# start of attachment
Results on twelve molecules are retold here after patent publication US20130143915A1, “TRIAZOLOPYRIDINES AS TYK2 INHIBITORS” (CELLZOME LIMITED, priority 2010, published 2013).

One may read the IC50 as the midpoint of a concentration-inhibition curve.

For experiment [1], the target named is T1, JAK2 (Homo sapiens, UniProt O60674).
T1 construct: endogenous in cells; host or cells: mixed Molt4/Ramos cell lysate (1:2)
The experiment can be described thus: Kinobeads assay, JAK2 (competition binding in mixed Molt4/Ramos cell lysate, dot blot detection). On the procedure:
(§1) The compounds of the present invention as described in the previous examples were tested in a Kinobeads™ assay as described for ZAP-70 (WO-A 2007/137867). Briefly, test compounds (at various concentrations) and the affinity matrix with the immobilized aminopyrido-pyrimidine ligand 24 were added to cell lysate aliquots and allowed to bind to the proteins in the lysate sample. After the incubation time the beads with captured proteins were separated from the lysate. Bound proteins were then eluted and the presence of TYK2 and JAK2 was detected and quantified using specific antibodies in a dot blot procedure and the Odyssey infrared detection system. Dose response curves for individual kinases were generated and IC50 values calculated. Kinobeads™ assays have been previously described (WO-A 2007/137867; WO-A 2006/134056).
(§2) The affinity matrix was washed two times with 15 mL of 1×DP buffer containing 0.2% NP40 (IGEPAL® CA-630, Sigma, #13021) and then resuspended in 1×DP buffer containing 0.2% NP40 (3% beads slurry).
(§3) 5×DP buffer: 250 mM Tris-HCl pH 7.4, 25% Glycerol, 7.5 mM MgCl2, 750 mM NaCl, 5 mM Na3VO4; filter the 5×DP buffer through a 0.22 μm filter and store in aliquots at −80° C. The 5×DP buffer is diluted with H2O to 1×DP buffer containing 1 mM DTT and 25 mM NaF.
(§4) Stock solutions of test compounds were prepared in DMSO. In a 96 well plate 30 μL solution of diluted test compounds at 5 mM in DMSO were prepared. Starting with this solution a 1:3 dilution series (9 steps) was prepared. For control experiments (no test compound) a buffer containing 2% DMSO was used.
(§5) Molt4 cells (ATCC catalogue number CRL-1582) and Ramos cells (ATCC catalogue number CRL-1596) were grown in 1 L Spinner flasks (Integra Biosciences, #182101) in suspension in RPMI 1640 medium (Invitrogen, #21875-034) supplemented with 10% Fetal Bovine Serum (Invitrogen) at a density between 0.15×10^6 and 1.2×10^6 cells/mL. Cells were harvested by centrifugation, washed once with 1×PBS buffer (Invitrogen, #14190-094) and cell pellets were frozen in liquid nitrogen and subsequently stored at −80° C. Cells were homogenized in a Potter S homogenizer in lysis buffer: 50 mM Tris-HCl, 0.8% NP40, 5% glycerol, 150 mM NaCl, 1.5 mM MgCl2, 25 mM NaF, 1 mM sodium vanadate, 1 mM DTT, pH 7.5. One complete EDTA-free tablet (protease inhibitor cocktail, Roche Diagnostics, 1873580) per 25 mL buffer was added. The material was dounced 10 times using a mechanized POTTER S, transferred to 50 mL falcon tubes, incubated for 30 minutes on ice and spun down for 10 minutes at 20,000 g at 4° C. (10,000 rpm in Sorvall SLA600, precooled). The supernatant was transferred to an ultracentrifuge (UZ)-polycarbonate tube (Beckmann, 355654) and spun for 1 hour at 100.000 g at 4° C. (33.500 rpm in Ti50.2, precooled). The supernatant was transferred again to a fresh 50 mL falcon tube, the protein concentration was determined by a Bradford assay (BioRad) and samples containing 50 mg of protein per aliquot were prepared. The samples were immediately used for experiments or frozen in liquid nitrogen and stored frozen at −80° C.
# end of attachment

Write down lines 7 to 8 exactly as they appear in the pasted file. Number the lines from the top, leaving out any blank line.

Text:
(§2) The affinity matrix was washed two times with 15 mL of 1×DP buffer containing 0.2% NP40 (IGEPAL® CA-630, Sigma, #13021) and then resuspended in 1×DP buffer containing 0.2% NP40 (3% beads slurry).
(§3) 5×DP buffer: 250 mM Tris-HCl pH 7.4, 25% Glycerol, 7.5 mM MgCl2, 750 mM NaCl, 5 mM Na3VO4; filter the 5×DP buffer through a 0.22 μm filter and store in aliquots at −80° C. The 5×DP buffer is diluted with H2O to 1×DP buffer containing 1 mM DTT and 25 mM NaF.